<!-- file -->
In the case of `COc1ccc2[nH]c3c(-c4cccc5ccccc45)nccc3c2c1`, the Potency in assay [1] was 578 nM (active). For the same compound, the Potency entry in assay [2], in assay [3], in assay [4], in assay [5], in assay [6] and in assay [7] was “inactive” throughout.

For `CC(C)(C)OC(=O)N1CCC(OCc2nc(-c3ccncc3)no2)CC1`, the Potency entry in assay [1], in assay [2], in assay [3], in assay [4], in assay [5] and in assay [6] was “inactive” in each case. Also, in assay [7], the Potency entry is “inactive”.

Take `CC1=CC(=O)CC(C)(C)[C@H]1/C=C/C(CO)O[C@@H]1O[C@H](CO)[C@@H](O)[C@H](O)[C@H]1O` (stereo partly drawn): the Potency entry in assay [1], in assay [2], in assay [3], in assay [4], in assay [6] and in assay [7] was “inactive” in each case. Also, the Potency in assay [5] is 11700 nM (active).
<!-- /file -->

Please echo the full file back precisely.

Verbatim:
In the case of `COc1ccc2[nH]c3c(-c4cccc5ccccc45)nccc3c2c1`, the Potency in assay [1] was 578 nM (active). For the same compound, the Potency entry in assay [2], in assay [3], in assay [4], in assay [5], in assay [6] and in assay [7] was “inactive” throughout.

For `CC(C)(C)OC(=O)N1CCC(OCc2nc(-c3ccncc3)no2)CC1`, the Potency entry in assay [1], in assay [2], in assay [3], in assay [4], in assay [5] and in assay [6] was “inactive” in each case. Also, in assay [7], the Potency entry is “inactive”.

Take `CC1=CC(=O)CC(C)(C)[C@H]1/C=C/C(CO)O[C@@H]1O[C@H](CO)[C@@H](O)[C@H](O)[C@H]1O` (stereo partly drawn): the Potency entry in assay [1], in assay [2], in assay [3], in assay [4], in assay [6] and in assay [7] was “inactive” in each case. Also, the Potency in assay [5] is 11700 nM (active).